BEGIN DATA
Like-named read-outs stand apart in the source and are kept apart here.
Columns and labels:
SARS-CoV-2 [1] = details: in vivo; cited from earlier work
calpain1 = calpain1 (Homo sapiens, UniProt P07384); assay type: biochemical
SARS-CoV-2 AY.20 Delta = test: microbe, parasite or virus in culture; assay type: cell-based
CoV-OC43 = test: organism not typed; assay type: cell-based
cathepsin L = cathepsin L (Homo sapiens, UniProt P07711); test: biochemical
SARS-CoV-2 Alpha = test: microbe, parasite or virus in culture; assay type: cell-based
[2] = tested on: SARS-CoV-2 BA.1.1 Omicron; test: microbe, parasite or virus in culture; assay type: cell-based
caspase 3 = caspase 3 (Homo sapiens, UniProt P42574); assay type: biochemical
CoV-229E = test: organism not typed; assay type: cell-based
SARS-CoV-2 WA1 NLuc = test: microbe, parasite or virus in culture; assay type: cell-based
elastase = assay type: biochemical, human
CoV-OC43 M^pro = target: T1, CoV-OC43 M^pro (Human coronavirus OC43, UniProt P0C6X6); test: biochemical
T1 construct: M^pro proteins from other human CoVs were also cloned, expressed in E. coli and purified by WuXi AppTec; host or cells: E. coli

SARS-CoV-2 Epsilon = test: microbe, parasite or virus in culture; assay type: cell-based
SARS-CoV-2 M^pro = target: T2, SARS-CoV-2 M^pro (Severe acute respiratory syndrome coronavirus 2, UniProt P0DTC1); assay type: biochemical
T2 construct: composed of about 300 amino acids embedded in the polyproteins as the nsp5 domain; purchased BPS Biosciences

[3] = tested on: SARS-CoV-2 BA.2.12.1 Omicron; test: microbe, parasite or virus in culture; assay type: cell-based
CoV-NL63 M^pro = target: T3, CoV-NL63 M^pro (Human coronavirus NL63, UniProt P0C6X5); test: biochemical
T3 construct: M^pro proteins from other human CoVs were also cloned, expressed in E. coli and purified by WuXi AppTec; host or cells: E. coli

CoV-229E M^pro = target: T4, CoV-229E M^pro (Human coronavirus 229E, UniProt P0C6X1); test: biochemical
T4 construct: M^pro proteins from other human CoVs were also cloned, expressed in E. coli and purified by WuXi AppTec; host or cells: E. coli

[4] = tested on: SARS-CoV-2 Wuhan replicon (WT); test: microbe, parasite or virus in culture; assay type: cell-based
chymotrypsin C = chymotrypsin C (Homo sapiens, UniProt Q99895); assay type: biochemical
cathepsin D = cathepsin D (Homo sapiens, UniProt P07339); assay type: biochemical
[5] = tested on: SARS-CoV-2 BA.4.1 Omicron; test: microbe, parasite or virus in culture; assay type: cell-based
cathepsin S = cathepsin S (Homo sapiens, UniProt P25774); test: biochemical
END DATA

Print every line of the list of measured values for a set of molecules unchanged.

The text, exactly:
Like-named read-outs stand apart in the source and are kept apart here.
Columns and labels:
SARS-CoV-2 [1] = details: in vivo; cited from earlier work
calpain1 = calpain1 (Homo sapiens, UniProt P07384); assay type: biochemical
SARS-CoV-2 AY.20 Delta = test: microbe, parasite or virus in culture; assay type: cell-based
CoV-OC43 = test: organism not typed; assay type: cell-based
cathepsin L = cathepsin L (Homo sapiens, UniProt P07711); test: biochemical
SARS-CoV-2 Alpha = test: microbe, parasite or virus in culture; assay type: cell-based
[2] = tested on: SARS-CoV-2 BA.1.1 Omicron; test: microbe, parasite or virus in culture; assay type: cell-based
caspase 3 = caspase 3 (Homo sapiens, UniProt P42574); assay type: biochemical
CoV-229E = test: organism not typed; assay type: cell-based
SARS-CoV-2 WA1 NLuc = test: microbe, parasite or virus in culture; assay type: cell-based
elastase = assay type: biochemical, human
CoV-OC43 M^pro = target: T1, CoV-OC43 M^pro (Human coronavirus OC43, UniProt P0C6X6); test: biochemical
T1 construct: M^pro proteins from other human CoVs were also cloned, expressed in E. coli and purified by WuXi AppTec; host or cells: E. coli

SARS-CoV-2 Epsilon = test: microbe, parasite or virus in culture; assay type: cell-based
SARS-CoV-2 M^pro = target: T2, SARS-CoV-2 M^pro (Severe acute respiratory syndrome coronavirus 2, UniProt P0DTC1); assay type: biochemical
T2 construct: composed of about 300 amino acids embedded in the polyproteins as the nsp5 domain; purchased BPS Biosciences

[3] = tested on: SARS-CoV-2 BA.2.12.1 Omicron; test: microbe, parasite or virus in culture; assay type: cell-based
CoV-NL63 M^pro = target: T3, CoV-NL63 M^pro (Human coronavirus NL63, UniProt P0C6X5); test: biochemical
T3 construct: M^pro proteins from other human CoVs were also cloned, expressed in E. coli and purified by WuXi AppTec; host or cells: E. coli

CoV-229E M^pro = target: T4, CoV-229E M^pro (Human coronavirus 229E, UniProt P0C6X1); test: biochemical
T4 construct: M^pro proteins from other human CoVs were also cloned, expressed in E. coli and purified by WuXi AppTec; host or cells: E. coli

[4] = tested on: SARS-CoV-2 Wuhan replicon (WT); test: microbe, parasite or virus in culture; assay type: cell-based
chymotrypsin C = chymotrypsin C (Homo sapiens, UniProt Q99895); assay type: biochemical
cathepsin D = cathepsin D (Homo sapiens, UniProt P07339); assay type: biochemical
[5] = tested on: SARS-CoV-2 BA.4.1 Omicron; test: microbe, parasite or virus in culture; assay type: cell-based
cathepsin S = cathepsin S (Homo sapiens, UniProt P25774); test: biochemical